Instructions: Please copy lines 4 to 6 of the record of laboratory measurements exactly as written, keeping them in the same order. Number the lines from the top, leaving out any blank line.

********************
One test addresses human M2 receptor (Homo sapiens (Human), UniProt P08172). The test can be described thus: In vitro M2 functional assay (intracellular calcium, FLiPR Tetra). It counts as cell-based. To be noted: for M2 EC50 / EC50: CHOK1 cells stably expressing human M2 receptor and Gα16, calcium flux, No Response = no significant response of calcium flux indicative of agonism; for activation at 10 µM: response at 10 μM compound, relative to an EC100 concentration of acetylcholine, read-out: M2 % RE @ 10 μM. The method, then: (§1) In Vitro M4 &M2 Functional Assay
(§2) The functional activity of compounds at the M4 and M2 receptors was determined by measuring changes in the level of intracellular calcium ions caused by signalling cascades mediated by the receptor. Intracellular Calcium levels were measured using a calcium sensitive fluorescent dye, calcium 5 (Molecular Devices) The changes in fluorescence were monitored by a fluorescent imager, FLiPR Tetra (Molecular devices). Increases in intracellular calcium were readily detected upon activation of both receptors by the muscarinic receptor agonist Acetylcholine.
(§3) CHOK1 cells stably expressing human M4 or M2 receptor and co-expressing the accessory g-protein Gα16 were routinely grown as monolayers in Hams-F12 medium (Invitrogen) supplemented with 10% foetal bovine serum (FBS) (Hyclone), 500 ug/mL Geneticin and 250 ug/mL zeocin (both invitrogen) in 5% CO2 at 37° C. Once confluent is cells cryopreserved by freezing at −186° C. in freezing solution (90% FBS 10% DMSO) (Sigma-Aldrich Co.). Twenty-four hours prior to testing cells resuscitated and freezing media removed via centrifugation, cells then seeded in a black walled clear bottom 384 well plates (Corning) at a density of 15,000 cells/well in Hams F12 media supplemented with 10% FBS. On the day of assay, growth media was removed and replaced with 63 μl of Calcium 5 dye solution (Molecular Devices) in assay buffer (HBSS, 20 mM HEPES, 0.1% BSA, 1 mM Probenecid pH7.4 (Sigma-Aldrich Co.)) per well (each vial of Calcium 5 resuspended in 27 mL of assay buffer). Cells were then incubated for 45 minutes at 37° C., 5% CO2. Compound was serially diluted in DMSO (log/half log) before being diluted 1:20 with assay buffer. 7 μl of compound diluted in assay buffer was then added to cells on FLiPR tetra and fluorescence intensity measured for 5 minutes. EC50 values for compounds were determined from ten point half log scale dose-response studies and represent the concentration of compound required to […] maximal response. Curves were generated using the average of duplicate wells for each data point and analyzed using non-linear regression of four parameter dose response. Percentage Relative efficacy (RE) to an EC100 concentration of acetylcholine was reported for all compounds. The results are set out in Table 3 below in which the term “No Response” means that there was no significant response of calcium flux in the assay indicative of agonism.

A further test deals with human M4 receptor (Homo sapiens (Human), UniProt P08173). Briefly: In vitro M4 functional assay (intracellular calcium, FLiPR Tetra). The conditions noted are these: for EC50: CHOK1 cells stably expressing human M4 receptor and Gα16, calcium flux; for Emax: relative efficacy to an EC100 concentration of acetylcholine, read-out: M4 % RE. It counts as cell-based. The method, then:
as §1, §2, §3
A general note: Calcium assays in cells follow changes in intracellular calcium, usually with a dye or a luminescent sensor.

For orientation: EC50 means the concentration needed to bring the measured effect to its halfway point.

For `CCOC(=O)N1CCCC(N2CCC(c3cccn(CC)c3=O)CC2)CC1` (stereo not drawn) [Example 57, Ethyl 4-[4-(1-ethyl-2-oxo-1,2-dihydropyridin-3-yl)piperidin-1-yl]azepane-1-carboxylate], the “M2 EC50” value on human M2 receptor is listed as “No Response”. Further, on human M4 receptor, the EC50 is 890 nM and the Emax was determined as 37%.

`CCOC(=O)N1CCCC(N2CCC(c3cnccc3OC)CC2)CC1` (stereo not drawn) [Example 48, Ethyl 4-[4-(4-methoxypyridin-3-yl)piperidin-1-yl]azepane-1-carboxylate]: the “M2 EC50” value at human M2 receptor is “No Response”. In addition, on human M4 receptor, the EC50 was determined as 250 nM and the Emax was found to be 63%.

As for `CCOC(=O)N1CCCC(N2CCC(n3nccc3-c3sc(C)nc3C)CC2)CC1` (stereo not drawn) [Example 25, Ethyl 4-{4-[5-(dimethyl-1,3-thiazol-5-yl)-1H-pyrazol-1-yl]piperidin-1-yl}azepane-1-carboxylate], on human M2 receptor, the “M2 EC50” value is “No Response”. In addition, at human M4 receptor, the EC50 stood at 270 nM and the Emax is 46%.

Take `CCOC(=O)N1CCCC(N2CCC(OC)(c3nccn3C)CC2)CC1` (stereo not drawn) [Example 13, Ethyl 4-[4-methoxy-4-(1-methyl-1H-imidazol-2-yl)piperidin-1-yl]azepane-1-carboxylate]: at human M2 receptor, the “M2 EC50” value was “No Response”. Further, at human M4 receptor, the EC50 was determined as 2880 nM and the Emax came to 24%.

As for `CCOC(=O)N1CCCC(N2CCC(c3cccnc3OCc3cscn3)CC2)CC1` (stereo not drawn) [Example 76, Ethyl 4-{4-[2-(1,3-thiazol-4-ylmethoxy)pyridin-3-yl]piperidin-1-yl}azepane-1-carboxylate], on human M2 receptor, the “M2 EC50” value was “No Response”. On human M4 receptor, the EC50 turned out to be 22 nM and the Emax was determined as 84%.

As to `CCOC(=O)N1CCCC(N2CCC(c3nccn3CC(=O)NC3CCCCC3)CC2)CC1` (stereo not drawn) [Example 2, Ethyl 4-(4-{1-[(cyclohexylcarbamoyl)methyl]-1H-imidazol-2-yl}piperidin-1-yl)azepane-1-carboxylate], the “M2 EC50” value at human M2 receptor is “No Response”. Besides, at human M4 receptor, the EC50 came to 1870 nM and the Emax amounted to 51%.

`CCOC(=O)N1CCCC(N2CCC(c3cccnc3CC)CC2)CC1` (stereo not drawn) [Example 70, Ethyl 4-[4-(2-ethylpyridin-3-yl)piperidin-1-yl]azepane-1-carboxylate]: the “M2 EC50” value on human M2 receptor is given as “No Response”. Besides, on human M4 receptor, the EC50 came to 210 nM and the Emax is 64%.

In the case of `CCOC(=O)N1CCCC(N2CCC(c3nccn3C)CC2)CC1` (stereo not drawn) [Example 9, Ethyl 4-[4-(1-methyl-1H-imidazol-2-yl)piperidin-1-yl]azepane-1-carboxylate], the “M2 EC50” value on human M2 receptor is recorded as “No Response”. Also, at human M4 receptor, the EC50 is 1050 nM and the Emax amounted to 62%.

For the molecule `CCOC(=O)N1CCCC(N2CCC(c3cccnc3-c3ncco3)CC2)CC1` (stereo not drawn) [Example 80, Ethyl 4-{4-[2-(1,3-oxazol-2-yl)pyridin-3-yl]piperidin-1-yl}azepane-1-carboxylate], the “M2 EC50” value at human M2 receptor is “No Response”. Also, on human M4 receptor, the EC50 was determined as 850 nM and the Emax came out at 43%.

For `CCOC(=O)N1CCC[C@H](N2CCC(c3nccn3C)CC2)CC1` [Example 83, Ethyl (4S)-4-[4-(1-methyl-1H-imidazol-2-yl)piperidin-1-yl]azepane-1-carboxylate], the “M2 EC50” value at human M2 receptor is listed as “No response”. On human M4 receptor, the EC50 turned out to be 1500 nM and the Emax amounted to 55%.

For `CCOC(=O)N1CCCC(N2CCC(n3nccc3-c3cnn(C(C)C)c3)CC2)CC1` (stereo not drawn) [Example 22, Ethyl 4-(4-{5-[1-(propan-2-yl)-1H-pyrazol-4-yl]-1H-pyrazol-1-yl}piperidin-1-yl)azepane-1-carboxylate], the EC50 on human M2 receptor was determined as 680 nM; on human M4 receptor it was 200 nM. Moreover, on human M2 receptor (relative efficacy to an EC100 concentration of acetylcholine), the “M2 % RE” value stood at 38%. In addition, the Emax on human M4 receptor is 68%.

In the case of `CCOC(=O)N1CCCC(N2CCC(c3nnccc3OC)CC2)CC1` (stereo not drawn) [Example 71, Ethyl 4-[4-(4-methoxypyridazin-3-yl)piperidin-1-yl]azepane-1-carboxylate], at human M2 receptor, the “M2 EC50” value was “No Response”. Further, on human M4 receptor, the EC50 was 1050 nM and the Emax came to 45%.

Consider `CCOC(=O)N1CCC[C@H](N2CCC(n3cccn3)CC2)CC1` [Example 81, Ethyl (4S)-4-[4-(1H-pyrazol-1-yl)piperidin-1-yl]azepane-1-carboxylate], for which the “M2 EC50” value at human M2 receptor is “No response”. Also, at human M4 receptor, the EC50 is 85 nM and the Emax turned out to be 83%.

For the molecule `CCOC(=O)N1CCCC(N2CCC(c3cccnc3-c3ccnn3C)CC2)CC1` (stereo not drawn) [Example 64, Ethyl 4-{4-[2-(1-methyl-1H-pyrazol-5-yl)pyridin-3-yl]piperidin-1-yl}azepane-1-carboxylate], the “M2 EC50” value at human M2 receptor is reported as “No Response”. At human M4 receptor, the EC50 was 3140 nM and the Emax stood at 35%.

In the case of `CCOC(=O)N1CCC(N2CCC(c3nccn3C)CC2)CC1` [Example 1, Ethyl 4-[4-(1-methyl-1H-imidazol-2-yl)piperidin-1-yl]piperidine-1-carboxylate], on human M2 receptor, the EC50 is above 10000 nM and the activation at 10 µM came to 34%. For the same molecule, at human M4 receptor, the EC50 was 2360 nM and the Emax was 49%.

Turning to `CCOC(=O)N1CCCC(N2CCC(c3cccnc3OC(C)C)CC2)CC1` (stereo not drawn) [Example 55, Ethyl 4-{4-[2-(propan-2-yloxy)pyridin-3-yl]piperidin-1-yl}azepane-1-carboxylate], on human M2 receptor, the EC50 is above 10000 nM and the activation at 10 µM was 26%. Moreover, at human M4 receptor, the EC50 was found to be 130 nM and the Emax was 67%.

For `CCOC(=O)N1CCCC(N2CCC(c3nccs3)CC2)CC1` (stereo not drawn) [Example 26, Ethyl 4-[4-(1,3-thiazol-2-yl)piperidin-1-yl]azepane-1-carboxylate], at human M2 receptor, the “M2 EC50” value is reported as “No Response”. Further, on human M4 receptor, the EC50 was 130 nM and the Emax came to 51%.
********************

A further test deals with human M4 receptor (Homo sapiens (Human), UniProt P08173). Briefly: In vitro M4 functional assay (intracellular calcium, FLiPR Tetra). The conditions noted are these: for EC50: CHOK1 cells stably expressing human M4 receptor and Gα16, calcium flux; for Emax: relative efficacy to an EC100 concentration of acetylcholine, read-out: M4 % RE. It counts as cell-based. The method, then:
as §1, §2, §3
A general note: Calcium assays in cells follow changes in intracellular calcium, usually with a dye or a luminescent sensor.